Food to help counteract cognitive decline, including the most important vitamin for brain health as we age

Cognitive health

Cognitive health

Helping ward off dementia and cognitive decline can be as simple as tweaking your grocery list, experts and evidence say. Photo: David Malan/Getty Images

Research on how we feel about dementia and cognitive decline suggests two things: We’re concerned about it, and most of us aren’t sure we know how to prevent it.

An online survey of 900 people for AARP extension the journal indicated that Alzheimer’s disease/dementia/cognitive decline was second only to cancer as the aspects of aging that respondents were most concerned about. (Memory loss came in eighth, behind loss of mobility.)

And results from a survey of 1,000 Canadians aged 45 and older by Toronto’s Baycrest Health Sciences showed that only one in five respondents (19%) indicated that they were confident or very confident in their knowledge about dementia prevention. .

So what can we do?

Regardless of diagnosis, from stress-induced memory lapses to Alzheimer’s disease, neuropsychologist and gerontologist Vonetta M. Dotson offers all her patients the same basic recommendations: be physically active, stay socially connected, engage your brain, and follow a healthy diet.

B vitamins

As for diet, in his book,Keeping Your Wits About You: The Science of Maintaining Your Brain as You AgeDotson says what we eat may need to be customized as we get older.

“For example, as we age, we are more vulnerable to deficiencies in vitamins B12, B6 and riboflavin. Research suggests this is due to a combination of getting fewer B vitamins in our diets, our bodies absorbing fewer vitamins from our food, and the body needs more of these particular vitamins to maintain health into our older years. elders,” he writes.

“Lack of B vitamins has been linked to cardiovascular disorders, which in turn can affect our brains. Because of susceptibility to vitamin B12 deficiency, older adults may need a diet rich in more poultry, dairy products, dark green leafy vegetables, and other foods rich in vitamin B12.


Dark leafy greens, which Dotson claims, are high in B vitamins. And spinach tops the list for folate (vitamin B9), which has been shown to help minimize age-related cognitive decline . Note: some folate may be lost during cooking, steaming retains more of the vitamin, while spinach is best eaten raw.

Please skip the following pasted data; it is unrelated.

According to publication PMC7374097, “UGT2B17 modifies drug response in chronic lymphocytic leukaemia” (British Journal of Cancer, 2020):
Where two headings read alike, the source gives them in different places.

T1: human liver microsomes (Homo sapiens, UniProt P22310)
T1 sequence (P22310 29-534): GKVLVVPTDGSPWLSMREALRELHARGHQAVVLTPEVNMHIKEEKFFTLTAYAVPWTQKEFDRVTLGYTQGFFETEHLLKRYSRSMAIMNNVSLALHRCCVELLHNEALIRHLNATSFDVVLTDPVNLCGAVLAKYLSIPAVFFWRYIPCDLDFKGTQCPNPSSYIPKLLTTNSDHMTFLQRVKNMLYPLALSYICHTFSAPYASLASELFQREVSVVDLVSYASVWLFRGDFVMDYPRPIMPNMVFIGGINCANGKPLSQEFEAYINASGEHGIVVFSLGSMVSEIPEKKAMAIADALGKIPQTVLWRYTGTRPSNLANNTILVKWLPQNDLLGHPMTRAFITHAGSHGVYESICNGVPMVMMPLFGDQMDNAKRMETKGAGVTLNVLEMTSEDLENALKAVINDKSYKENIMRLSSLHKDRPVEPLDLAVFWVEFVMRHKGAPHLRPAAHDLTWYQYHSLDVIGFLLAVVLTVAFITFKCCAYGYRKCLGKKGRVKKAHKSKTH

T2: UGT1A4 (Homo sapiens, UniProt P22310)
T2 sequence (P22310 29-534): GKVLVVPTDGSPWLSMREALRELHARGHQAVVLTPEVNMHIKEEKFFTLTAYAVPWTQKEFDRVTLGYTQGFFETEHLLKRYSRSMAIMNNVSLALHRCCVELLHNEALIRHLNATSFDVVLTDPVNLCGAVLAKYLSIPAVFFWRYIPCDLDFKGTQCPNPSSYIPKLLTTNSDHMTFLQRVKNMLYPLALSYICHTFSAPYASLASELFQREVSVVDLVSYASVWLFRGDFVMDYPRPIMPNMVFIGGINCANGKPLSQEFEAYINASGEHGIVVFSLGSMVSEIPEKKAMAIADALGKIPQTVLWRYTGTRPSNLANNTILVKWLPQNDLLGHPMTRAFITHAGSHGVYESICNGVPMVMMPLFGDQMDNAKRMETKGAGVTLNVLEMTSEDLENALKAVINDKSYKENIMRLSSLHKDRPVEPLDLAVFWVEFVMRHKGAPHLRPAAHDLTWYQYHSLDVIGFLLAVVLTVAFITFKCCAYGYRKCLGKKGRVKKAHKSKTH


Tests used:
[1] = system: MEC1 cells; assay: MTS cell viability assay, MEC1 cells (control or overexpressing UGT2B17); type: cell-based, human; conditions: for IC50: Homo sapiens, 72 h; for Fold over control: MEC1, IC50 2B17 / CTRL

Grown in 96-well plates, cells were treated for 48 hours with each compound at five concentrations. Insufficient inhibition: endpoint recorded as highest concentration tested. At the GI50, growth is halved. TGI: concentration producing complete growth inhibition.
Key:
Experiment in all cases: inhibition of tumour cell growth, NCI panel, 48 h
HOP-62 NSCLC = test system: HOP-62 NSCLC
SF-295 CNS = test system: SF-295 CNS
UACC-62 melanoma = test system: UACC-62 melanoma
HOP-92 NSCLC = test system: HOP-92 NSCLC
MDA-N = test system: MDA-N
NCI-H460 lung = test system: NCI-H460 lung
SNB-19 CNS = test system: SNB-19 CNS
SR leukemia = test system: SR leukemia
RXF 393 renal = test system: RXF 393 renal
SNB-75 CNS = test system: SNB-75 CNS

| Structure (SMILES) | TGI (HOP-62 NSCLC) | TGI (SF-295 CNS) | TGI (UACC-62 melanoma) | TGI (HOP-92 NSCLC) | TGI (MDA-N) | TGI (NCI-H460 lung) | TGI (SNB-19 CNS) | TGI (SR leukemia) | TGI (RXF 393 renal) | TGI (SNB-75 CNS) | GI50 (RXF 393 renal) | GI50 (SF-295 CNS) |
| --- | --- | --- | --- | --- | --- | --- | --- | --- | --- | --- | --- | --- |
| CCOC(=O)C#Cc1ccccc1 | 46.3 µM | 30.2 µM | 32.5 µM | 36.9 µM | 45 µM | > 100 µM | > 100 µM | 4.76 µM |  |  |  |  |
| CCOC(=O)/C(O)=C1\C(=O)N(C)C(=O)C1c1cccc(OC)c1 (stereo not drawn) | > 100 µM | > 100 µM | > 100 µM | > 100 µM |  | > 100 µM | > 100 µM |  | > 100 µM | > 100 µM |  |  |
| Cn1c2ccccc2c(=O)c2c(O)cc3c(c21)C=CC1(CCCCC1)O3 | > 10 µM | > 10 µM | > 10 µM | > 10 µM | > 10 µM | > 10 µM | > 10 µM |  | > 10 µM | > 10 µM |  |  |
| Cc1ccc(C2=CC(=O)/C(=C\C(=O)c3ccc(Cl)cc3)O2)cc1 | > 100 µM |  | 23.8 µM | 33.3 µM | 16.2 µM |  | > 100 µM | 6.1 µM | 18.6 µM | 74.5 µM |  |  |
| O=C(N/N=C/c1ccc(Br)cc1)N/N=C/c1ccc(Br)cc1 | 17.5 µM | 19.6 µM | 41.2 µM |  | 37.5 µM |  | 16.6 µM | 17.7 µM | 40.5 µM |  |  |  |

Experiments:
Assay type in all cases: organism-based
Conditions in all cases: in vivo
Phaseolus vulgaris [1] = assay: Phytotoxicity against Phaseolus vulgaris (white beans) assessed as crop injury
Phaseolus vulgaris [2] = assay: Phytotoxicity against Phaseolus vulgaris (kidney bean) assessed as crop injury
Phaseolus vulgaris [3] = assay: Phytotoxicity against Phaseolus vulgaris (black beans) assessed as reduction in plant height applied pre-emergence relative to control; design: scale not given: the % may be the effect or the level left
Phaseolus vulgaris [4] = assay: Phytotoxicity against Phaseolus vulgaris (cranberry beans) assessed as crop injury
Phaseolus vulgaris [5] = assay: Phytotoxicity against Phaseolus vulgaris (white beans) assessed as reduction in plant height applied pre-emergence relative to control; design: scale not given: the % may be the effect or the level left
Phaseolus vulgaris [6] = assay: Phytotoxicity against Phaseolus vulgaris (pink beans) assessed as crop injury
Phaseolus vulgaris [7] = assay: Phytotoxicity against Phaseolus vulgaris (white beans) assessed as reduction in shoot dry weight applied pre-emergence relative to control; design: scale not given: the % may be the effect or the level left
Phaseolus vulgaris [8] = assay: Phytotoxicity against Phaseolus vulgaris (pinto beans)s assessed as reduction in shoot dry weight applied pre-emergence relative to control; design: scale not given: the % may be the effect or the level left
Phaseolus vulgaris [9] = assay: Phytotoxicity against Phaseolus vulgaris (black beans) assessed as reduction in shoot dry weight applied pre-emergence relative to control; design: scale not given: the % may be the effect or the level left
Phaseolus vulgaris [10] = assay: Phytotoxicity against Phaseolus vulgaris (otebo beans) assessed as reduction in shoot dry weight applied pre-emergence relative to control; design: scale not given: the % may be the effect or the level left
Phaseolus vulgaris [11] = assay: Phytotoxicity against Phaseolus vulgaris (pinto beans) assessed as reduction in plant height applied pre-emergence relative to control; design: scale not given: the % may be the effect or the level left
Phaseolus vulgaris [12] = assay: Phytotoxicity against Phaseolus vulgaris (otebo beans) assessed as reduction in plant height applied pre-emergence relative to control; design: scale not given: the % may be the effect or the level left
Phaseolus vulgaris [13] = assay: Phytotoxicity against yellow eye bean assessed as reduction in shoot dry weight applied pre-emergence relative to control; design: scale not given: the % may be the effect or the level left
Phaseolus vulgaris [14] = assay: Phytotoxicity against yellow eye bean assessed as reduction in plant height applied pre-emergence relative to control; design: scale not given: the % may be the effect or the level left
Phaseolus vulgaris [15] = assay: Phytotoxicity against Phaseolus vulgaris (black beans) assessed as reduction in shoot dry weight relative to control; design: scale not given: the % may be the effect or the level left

Also rich in several B vitamins, including cobalamin (B12), pyridoxine (B6), and riboflavin (B2), salmon is on the list of fatty fish (including cod, trout, sardines, and sole), which are high in fat omega-3 acids. These good, unsaturated fats are essential in building brain and nerve cells and have been linked to lower blood levels of beta-amyloid, the protein that forms harmful lumps in the brains of people with Alzheimer’s disease.

Salmon, whether farmed or wild-caught, is also on the list of fish that contain low levels of mercury, high levels can damage organs, including the brain. And not just for Fridays, experts recommend two servings of low-mercury fatty fish per week.


In addition to the B vitamins, berries have also been studied for their health benefits, including those for the brain. Their deep hue is nature’s way of telling us that blueberries (and other deep-colored berries) contain anthocyanins, plant compounds called flavonoids that help protect against oxidative stress and inflammation, both of which can contribute to heart disease. brain aging and neurodegenerative diseases.

Research has also shown that flavonoids can help improve memory, with a study from Harvard’s Brigham and Women’s Hospital finding that women who consumed two or more servings of blueberries (and strawberries) each week delayed memory decline. up to two and a half times. years.

Dark chocolate

Speaking of flavonoids, cocoa powder is rich in these brain-boosting compounds. In one study of more than 900 people, participants who ate chocolate more frequently performed better on cognitive tasks, including those involving memory.

Dark chocolate (70% cocoa content or more) offers the best value, and that includes a caffeine boost. Why it’s a good thing: In addition to boosting mood, caffeine can also aid memory. A Johns Hopkins study showed that participants who had consumed a 200-milligram caffeine tablet (a one-ounce serving of dark chocolate contains about 25 milligrams) after being shown a series of pictures could identify them better the next day.


Hue is the key to another brain health boost. The polyphenolic pigment curcumin, which gives turmeric its deep yellow color, is a powerful antioxidant and anti-inflammatory that has shown promise in the treatment and prevention of brain diseases, including Alzheimer’s.

And we’ve already established that what’s good for cardiovascular health is good for brain health and that includes turmeric. The super spice has been studied for its potential to reverse heart disease by helping regulate blood pressure, and has been found to help lower bad cholesterol. Add turmeric to your food or talk to your doctor about adding a curcumin supplement to your diet to get something closer to the dose used in most studies (5002,000 mg per day).


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